Why does the northwestern U.S. have so few people?

Futurist

Ad Honoris
May 2014
13,495
SoCal
#31
Futurist, only Washington & Oregon are in the "Pacific Northwest "

Dakota's and Nebraska are never considered "Northwest", they are "Great Plains"

Montana, Wyoming & Colorado aren't Northwest either, they are Rocky Mountains
I used a simplistic definition of Northwest here. If one tries to evenly partition the territory of the U.S. into four parts (four squares of equal size, excluding Alaska and Hawaii), my characterization here would make more sense.
 

Futurist

Ad Honoris
May 2014
13,495
SoCal
#32
Sounds correct to me. The Northwest was really settled last and didn’t become big deals until the east-west railroad made it to Sacramento in California. Getting to Oregon took real effort and determination. As for the “interior states”, there’s no mystery for me that farm/ranching states are sparsely populated because, well, farms take up a lot of room and are very low in density - sort of obvious.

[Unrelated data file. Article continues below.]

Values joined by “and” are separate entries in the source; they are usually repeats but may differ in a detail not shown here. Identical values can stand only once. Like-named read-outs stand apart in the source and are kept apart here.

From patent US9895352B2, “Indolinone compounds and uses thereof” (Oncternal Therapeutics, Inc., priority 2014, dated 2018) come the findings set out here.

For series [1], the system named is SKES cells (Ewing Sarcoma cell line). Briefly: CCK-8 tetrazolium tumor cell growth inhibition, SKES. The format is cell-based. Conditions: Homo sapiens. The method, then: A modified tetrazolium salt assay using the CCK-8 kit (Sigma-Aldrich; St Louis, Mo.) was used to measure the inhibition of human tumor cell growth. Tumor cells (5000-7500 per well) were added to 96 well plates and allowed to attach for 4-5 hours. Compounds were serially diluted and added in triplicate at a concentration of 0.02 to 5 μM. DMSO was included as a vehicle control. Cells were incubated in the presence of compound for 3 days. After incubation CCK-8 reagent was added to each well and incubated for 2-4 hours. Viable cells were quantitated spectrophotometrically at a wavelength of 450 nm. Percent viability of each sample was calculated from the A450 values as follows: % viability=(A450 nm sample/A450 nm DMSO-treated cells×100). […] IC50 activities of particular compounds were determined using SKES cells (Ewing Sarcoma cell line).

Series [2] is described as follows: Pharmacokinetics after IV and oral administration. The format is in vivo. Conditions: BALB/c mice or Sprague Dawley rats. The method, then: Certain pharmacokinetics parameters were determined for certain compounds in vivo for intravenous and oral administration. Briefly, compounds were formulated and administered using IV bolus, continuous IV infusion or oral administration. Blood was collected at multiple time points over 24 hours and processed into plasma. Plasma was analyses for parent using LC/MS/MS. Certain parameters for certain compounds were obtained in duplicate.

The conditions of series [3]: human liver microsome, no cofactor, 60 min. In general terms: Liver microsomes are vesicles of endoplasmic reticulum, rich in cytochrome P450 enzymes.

Yet the farm states are extremely productive in terms of food production per acre. Incidentally, some of these states have vast national parks in them which reflects partially their conditions of settlement and the fact that those states do not control the national parklands within its own borders. Unlike those states, Texas, for example, owns all of its own public lands which makes it unique among states. Texas was “poor in cash” but “rich in land” which is how they were able to pay for that magnificent state Capitol in Austin.
Yes, there are a lot of farms in the interior states, but there's still plenty of room for cities to be built there. However, the cities that are there generally aren't that populous--especially when one also factors in the surrounding suburbs and compares these metro populations to, say, Atlanta's or Dallas's or Houston's or Phoenix's.